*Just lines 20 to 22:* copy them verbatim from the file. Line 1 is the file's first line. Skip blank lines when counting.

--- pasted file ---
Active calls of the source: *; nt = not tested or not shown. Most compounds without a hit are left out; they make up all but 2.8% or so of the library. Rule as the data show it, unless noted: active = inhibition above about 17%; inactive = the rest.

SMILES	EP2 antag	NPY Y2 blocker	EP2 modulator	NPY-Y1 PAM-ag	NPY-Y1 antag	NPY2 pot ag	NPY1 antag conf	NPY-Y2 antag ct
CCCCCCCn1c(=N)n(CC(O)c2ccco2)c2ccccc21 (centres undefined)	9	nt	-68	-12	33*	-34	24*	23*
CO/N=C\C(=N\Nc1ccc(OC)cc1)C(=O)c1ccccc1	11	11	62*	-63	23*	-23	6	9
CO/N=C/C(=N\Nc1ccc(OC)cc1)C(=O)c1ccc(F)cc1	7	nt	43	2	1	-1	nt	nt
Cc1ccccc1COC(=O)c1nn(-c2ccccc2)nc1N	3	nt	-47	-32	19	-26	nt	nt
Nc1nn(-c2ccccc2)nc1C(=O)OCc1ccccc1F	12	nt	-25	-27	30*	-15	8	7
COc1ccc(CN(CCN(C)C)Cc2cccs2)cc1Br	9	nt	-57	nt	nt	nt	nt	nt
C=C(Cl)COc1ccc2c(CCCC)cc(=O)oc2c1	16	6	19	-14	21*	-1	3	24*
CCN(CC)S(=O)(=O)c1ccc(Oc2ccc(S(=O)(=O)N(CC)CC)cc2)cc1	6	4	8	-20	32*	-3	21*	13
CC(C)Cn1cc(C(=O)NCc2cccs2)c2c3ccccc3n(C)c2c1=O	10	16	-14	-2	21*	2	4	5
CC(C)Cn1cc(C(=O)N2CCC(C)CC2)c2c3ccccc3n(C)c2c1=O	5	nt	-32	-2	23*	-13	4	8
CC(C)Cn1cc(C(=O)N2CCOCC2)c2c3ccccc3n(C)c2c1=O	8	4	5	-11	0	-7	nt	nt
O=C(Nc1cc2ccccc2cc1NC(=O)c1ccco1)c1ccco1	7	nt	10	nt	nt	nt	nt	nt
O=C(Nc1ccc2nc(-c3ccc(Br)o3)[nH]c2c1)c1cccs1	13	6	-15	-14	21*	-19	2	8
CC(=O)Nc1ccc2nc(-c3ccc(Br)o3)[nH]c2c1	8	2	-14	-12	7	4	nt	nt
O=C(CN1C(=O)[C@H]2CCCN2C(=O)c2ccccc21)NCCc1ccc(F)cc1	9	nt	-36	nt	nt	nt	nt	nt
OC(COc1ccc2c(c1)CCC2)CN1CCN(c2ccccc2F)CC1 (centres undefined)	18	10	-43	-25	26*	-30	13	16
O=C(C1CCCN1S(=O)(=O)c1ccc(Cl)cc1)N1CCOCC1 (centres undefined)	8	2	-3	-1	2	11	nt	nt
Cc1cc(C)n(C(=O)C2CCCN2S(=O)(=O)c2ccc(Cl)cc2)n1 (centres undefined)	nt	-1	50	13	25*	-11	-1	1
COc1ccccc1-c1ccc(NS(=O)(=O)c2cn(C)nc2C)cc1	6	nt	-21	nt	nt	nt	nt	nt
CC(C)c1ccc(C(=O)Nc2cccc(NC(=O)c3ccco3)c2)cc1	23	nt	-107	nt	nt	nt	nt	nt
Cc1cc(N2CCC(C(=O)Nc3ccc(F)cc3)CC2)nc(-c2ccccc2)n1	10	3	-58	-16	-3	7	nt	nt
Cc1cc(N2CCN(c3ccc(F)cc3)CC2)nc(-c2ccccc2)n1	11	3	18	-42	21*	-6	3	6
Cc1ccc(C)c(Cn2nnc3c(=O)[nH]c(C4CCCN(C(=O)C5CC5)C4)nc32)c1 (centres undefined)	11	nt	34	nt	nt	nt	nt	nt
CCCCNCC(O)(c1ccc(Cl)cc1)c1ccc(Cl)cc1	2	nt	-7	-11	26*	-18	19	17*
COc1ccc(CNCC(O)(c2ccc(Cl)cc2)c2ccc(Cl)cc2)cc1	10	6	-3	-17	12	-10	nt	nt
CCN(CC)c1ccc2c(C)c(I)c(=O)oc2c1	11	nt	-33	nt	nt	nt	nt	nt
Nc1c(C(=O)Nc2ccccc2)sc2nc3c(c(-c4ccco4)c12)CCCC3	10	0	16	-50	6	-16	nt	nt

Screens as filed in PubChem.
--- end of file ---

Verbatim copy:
Cc1cc(C)n(C(=O)C2CCCN2S(=O)(=O)c2ccc(Cl)cc2)n1 (centres undefined)	nt	-1	50	13	25*	-11	-1	1
COc1ccccc1-c1ccc(NS(=O)(=O)c2cn(C)nc2C)cc1	6	nt	-21	nt	nt	nt	nt	nt
CC(C)c1ccc(C(=O)Nc2cccc(NC(=O)c3ccco3)c2)cc1	23	nt	-107	nt	nt	nt	nt	nt